Today’s housing market has led to a boom in condo ownership. Condominiums have become the new starter home, as rising real estate prices have made other types of housing unaffordable for those not yet on the property ladder. There are also plenty of perks to condo ownership, and it fits many people’s lifestyles.
But condo ownership is not the exact same as homeownership. Instead of dealing with your own repairs when you need them, you have to pay condo fees along with your neighbors to maintain the building. Insurance also works differently.
If there is a fire in your condo or in your building, you’ll have to make a condo fire insurance claim. It works a little differently than with a house because the condo board is responsible for the structural insurance and repairs.
These are three tips you should have on hand if you need to make a condo fire insurance claim.
#1 Budget Your Expenses Carefully
One of the most expensive parts of a condo fire for you is going to be living somewhere else while repairs are made. You generally have to keep up with mortgage payments, condo fees, and property taxes, even if you’re unable to live in your condo. That means the cost of renting out another apartment will be added on top of all that.
Additional Living Expenses coverage in your insurance policy should help – but there’s a limit. Make sure you know what that limit is and keep your spending within it unless you’re prepared to pay out of pocket while you wait for repairs to be done.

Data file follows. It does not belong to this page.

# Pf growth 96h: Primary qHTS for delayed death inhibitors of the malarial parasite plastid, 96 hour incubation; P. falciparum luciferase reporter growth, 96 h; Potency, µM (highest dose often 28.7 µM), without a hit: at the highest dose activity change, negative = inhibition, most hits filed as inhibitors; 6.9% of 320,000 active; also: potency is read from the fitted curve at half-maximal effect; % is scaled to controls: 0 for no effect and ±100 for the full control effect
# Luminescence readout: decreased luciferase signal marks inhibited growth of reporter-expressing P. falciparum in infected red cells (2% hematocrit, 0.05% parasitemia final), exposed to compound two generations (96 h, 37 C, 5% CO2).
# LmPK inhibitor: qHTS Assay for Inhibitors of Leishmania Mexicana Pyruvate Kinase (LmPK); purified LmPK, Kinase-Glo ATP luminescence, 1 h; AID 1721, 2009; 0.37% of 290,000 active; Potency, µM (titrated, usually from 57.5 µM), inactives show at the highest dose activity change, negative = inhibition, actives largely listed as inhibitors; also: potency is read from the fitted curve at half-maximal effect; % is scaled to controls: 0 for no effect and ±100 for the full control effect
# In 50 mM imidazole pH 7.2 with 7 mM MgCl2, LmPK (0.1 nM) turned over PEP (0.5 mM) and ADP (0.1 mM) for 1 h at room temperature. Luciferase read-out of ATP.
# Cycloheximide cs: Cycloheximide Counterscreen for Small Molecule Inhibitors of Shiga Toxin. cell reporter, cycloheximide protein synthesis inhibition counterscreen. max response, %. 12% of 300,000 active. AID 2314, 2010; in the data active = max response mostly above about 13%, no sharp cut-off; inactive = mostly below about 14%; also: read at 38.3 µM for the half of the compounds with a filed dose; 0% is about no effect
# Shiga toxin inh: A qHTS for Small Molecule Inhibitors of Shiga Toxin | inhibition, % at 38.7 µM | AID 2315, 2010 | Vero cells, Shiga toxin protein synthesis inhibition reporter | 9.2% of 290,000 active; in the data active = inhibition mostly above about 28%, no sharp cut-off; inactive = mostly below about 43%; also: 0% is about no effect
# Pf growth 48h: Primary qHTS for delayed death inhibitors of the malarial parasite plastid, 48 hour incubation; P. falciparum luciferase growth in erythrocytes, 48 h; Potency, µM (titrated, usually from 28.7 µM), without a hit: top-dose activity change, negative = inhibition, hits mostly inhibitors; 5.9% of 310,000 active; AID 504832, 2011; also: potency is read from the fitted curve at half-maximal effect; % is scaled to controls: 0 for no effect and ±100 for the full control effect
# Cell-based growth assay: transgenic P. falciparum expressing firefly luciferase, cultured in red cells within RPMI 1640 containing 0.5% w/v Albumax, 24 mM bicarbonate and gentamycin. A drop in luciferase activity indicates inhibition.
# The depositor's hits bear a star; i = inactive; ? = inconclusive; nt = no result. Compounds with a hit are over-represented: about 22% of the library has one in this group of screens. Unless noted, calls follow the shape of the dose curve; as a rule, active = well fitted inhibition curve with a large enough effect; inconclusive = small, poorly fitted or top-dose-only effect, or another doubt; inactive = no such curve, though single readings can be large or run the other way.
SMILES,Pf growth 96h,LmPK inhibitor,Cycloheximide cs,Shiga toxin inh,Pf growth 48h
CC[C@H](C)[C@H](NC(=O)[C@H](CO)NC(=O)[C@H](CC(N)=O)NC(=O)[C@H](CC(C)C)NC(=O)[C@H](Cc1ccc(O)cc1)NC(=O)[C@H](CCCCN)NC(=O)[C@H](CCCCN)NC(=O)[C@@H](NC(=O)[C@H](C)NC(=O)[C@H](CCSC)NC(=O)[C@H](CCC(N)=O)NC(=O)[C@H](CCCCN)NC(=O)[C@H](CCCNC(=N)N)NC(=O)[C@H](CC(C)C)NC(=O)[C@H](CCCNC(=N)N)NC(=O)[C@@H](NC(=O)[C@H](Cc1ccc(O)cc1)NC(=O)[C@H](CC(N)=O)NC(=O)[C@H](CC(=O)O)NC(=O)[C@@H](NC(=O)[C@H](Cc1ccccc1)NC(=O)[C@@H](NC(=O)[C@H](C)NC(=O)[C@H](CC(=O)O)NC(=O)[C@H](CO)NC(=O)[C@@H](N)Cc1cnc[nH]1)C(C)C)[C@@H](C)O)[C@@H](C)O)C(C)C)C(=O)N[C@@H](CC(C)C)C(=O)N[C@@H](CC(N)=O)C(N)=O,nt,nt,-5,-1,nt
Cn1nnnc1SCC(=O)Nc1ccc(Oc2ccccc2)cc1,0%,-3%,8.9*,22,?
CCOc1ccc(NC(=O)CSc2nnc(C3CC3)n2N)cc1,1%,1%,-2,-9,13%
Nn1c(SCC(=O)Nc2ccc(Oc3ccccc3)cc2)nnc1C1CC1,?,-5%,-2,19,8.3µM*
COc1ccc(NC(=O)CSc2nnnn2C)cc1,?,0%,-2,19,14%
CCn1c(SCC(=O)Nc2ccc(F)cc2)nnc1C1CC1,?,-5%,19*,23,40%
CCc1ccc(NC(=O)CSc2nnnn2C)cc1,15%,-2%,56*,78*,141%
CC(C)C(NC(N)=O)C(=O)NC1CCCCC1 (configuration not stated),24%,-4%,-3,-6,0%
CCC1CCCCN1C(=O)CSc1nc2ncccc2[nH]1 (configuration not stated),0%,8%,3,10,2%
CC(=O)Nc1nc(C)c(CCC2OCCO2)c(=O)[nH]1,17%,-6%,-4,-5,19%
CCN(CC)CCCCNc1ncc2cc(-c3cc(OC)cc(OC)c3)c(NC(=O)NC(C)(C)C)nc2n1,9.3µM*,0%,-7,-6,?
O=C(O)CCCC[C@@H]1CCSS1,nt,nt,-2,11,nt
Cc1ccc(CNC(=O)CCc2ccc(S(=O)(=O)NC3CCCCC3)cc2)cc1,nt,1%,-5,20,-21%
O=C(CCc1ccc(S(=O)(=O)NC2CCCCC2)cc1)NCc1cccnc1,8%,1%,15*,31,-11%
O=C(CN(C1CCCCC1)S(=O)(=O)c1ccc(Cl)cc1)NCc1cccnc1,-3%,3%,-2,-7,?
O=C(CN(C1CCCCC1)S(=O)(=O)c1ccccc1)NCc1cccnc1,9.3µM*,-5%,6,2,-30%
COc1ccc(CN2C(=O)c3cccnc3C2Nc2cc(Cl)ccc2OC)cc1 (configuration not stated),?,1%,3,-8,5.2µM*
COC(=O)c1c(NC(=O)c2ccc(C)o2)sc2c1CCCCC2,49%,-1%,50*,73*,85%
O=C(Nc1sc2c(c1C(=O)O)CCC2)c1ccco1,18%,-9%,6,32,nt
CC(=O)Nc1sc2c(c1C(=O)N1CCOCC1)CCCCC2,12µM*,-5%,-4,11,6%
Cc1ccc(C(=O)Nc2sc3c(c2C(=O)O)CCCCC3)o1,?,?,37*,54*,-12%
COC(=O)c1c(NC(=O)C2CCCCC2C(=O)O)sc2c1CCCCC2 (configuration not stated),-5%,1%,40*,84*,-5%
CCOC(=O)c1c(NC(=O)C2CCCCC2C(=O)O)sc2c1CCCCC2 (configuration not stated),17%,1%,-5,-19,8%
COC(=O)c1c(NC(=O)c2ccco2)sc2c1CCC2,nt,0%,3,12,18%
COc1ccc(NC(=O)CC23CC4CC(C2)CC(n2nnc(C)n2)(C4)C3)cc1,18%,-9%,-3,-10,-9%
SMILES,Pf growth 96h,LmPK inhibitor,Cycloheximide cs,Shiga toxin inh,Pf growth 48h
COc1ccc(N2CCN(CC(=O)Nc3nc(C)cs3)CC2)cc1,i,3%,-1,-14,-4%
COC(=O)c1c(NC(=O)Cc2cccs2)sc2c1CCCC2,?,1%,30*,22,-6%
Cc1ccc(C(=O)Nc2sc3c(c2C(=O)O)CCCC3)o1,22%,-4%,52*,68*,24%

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#2 Prepare to Wait
Filing an insurance claim on a multi-unit building and then following through with the repairs can be a lengthy process. If someone was at fault for causing the fire, the process could even take longer, as the insurance company may wait for a period of up to 2 years for all parties to file a suit before making payments.
Keep the complications in mind when you’re preparing a budget for your Additional Living Expenses.
#3 Work with Your Insurer on Lost Belongings
In a condo fire insurance claim, there will be two insurers. First, the condo board or corporation will have its own structural insurance. This is paid for through the fees that all owners pay, but the board will be the one dealing with the insurance company.
Your personal condo insurance covers your belongings, as well as costs related to the loss of use of your dwelling. Your personal insurance policy should cover everything lost to fire, smoke, and water damage left as the result of extinguishing efforts. That includes electronics, media (books, DVDs, Blu-Rays, records, etc.), clothing, linens, laptops and devices, artwork, and even dry and frozen foods. Anything that’s not permanently installed is considered Contents.
When it comes to fixtures and improvements that you’ve made within your unit, these should also be covered by your personal condo insurance rather than the board’s policy.
You will want to begin compiling a list of all of the items lost to damage in order to submit it to the insurance adjuster. Some people create a home inventory list when they get insurance to make sure that they have enough coverage. The more detail you can provide about your belongings, the better. Without specific descriptions and quantities, you still get Contents coverage, but you may have to provide receipts or proof of purchase as evidence of what you owned.
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